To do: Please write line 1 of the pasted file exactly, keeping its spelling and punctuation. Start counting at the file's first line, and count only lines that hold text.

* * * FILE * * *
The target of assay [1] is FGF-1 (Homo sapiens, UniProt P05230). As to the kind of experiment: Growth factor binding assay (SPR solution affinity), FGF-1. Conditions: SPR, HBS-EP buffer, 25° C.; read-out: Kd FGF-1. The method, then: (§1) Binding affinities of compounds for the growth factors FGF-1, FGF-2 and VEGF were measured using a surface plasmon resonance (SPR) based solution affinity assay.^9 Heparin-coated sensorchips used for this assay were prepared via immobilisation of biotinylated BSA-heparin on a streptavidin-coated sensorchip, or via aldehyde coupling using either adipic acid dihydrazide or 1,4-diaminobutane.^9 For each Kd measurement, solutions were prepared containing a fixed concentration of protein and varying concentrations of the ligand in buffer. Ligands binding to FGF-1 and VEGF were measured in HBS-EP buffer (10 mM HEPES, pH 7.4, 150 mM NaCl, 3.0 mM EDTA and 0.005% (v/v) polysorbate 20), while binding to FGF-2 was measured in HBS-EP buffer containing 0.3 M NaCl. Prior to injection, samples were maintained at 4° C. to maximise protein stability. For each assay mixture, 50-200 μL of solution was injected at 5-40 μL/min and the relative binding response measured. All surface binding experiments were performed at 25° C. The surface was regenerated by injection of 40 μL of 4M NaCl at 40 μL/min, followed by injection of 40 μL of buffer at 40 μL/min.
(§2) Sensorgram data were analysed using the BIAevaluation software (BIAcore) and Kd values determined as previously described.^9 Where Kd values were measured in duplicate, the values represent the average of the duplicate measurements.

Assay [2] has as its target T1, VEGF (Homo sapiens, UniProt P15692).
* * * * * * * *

The target of assay [1] is FGF-1 (Homo sapiens, UniProt P05230). As to the kind of experiment: Growth factor binding assay (SPR solution affinity), FGF-1. Conditions: SPR, HBS-EP buffer, 25° C.; read-out: Kd FGF-1. The method, then: (§1) Binding affinities of compounds for the growth factors FGF-1, FGF-2 and VEGF were measured using a surface plasmon resonance (SPR) based solution affinity assay.^9 Heparin-coated sensorchips used for this assay were prepared via immobilisation of biotinylated BSA-heparin on a streptavidin-coated sensorchip, or via aldehyde coupling using either adipic acid dihydrazide or 1,4-diaminobutane.^9 For each Kd measurement, solutions were prepared containing a fixed concentration of protein and varying concentrations of the ligand in buffer. Ligands binding to FGF-1 and VEGF were measured in HBS-EP buffer (10 mM HEPES, pH 7.4, 150 mM NaCl, 3.0 mM EDTA and 0.005% (v/v) polysorbate 20), while binding to FGF-2 was measured in HBS-EP buffer containing 0.3 M NaCl. Prior to injection, samples were maintained at 4° C. to maximise protein stability. For each assay mixture, 50-200 μL of solution was injected at 5-40 μL/min and the relative binding response measured. All surface binding experiments were performed at 25° C. The surface was regenerated by injection of 40 μL of 4M NaCl at 40 μL/min, followed by injection of 40 μL of buffer at 40 μL/min.